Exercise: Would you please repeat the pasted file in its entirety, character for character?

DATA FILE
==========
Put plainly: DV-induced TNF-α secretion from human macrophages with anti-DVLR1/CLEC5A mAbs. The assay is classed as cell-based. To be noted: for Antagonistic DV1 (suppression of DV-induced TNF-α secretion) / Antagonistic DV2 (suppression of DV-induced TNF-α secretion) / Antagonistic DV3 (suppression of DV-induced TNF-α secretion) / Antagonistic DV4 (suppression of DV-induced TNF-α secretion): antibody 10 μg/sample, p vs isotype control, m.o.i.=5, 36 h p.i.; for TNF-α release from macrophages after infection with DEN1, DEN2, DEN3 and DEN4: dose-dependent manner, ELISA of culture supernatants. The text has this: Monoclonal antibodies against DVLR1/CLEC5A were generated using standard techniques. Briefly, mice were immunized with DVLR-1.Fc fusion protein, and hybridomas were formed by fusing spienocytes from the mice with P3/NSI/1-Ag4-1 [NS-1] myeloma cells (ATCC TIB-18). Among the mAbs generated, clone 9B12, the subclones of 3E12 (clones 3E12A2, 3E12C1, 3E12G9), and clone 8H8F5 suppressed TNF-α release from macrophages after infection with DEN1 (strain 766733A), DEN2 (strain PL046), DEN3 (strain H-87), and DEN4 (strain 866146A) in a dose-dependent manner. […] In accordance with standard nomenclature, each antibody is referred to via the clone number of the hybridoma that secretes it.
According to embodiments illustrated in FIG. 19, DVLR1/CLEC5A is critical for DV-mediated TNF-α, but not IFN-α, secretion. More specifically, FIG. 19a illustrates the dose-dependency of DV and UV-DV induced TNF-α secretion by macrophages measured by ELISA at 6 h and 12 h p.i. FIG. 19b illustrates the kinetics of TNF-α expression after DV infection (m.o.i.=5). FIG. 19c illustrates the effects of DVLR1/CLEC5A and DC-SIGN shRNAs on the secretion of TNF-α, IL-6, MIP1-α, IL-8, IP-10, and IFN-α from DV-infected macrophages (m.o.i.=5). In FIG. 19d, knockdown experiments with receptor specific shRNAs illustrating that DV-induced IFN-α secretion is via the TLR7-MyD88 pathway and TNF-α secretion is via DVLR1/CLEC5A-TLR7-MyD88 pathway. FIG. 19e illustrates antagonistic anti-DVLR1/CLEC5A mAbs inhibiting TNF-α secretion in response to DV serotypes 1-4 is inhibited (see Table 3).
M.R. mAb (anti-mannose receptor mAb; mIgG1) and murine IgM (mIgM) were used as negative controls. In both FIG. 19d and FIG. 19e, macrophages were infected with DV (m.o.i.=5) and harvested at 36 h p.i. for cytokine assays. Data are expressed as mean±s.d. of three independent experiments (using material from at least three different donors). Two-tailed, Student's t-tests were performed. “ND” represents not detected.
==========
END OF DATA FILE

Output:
Put plainly: DV-induced TNF-α secretion from human macrophages with anti-DVLR1/CLEC5A mAbs. The assay is classed as cell-based. To be noted: for Antagonistic DV1 (suppression of DV-induced TNF-α secretion) / Antagonistic DV2 (suppression of DV-induced TNF-α secretion) / Antagonistic DV3 (suppression of DV-induced TNF-α secretion) / Antagonistic DV4 (suppression of DV-induced TNF-α secretion): antibody 10 μg/sample, p vs isotype control, m.o.i.=5, 36 h p.i.; for TNF-α release from macrophages after infection with DEN1, DEN2, DEN3 and DEN4: dose-dependent manner, ELISA of culture supernatants. The text has this: Monoclonal antibodies against DVLR1/CLEC5A were generated using standard techniques. Briefly, mice were immunized with DVLR-1.Fc fusion protein, and hybridomas were formed by fusing spienocytes from the mice with P3/NSI/1-Ag4-1 [NS-1] myeloma cells (ATCC TIB-18). Among the mAbs generated, clone 9B12, the subclones of 3E12 (clones 3E12A2, 3E12C1, 3E12G9), and clone 8H8F5 suppressed TNF-α release from macrophages after infection with DEN1 (strain 766733A), DEN2 (strain PL046), DEN3 (strain H-87), and DEN4 (strain 866146A) in a dose-dependent manner. […] In accordance with standard nomenclature, each antibody is referred to via the clone number of the hybridoma that secretes it.
According to embodiments illustrated in FIG. 19, DVLR1/CLEC5A is critical for DV-mediated TNF-α, but not IFN-α, secretion. More specifically, FIG. 19a illustrates the dose-dependency of DV and UV-DV induced TNF-α secretion by macrophages measured by ELISA at 6 h and 12 h p.i. FIG. 19b illustrates the kinetics of TNF-α expression after DV infection (m.o.i.=5). FIG. 19c illustrates the effects of DVLR1/CLEC5A and DC-SIGN shRNAs on the secretion of TNF-α, IL-6, MIP1-α, IL-8, IP-10, and IFN-α from DV-infected macrophages (m.o.i.=5). In FIG. 19d, knockdown experiments with receptor specific shRNAs illustrating that DV-induced IFN-α secretion is via the TLR7-MyD88 pathway and TNF-α secretion is via DVLR1/CLEC5A-TLR7-MyD88 pathway. FIG. 19e illustrates antagonistic anti-DVLR1/CLEC5A mAbs inhibiting TNF-α secretion in response to DV serotypes 1-4 is inhibited (see Table 3).
M.R. mAb (anti-mannose receptor mAb; mIgG1) and murine IgM (mIgM) were used as negative controls. In both FIG. 19d and FIG. 19e, macrophages were infected with DV (m.o.i.=5) and harvested at 36 h p.i. for cytokine assays. Data are expressed as mean±s.d. of three independent experiments (using material from at least three different donors). Two-tailed, Student's t-tests were performed. “ND” represents not detected.